Diabetes is a complex condition that requires careful dietary, physical, and medication management in order to maintain blood sugar levels within a healthy range to prevent short and long-term complications. One essential component of diabetes management is often basal insulin, which provides a steady release of insulin to keep blood sugar stable throughout the day and night. Some examples of long-acting insulins include: Lantus (insulin glargine), Levemir, (insulin detemir), Toujeo (high-concentration insulin glargine), Tresiba (insulin degludec). In this blog post, we will explore long-acting basal insulin, how it works, its benefits, and the role it plays in diabetes care.
See our blog about Hypoglycemia and the 15/15 Rule
Understanding Basal Insulin:
Basal insulin, also called long-acting insulin, is often a fundamental component of diabetes therapy. It mimics the natural insulin that would be released by a healthy pancreas, acting as a constant background insulin to keep blood sugar levels stable between meals and during sleep. Basal insulin ensures that the body has a steady supply of insulin, preventing blood sugar from rising too high.
How Long-Acting Basal Insulin Works:
Long-acting basal insulin is designed to provide a slow and consistent release of insulin over an extended period, typically around 24 hours. This helps maintain blood sugar levels within a target range and prevents spikes or crashes. It is often used in conjunction with rapid-acting insulin to provide more comprehensive glycemic control.
Also read about Monitoring Glucose with Fingersticks
Benefits of Long-Acting Basal Insulin:
Stability: The primary benefit of long-acting basal insulin is its ability to maintain consistent blood sugar levels. This stability is essential for diabetes management for certain patients, reducing the risk of hypoglycemia (low blood sugar) and hyperglycemia (high blood sugar).
Administration: Long-acting basal insulin offers flexibility in daily routines. It only requires one to two injections each day, simplifying the medication administration process.
Customizable Regimens: Long-acting basal insulins come in various forms and can be tailored to individual needs. This customization allows healthcare providers to create treatment plans that suit each patient’s unique requirements. Healthcare providers will often adjust dosing of long-acting insulins to meet a patient’s target fasted blood sugar. Adjustments will also be made to prevent hypoglycemia (low blood sugar), particularly hypoglycemia at night (also called nocturnal hypoglycemia).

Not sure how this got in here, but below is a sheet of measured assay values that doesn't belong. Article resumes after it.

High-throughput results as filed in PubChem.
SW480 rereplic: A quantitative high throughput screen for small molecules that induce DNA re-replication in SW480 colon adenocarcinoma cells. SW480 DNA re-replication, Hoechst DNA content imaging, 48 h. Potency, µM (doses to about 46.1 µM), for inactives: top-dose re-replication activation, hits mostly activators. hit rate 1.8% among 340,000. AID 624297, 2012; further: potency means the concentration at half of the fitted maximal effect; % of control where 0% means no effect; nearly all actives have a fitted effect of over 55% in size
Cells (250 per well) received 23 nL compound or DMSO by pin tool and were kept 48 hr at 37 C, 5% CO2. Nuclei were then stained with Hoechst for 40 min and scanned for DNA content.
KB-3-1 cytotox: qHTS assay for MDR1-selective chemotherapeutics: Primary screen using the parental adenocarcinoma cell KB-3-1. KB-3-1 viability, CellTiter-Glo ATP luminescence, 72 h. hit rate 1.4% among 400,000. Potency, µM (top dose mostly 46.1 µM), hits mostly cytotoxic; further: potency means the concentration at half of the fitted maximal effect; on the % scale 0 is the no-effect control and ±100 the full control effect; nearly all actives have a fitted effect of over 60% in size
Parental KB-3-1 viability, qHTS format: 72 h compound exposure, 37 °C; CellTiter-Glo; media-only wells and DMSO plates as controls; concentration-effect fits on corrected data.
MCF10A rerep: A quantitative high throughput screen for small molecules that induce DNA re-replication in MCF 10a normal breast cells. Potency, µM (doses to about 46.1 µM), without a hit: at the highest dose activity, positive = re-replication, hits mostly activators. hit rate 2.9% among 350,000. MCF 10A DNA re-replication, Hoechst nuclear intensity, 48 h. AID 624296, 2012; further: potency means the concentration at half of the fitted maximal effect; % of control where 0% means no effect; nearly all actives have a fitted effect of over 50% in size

Considerations and Usage:
Timing: Long-acting basal insulin is typically administered once or twice a day, at the same time each day. Consistency in timing is important to maintain stable blood sugar levels.
Combination Therapy: Long-acting basal insulin is often used alongside short-acting or rapid-acting insulin to provide better control for post-meal blood sugar levels. Other diabetes medications such as oral medications or non-insulin injectables are also often part of combination therapy for comprehensive diabetes medication management.
Individualization: Diabetes management is highly individualized. The type and dosage of long-acting basal insulin may vary from person to person. It is determined based on factors such as lifestyle, blood sugar levels, and other health considerations.
Long-acting basal insulin is a staple of diabetes management for many patients. When used in combination as part of a comprehensive diabetes care plan that includes diet, exercise, and other medications managed by a healthcare provider, long-acting basal insulin helps individuals achieve better control over their blood sugar levels to lead an overall healthier life.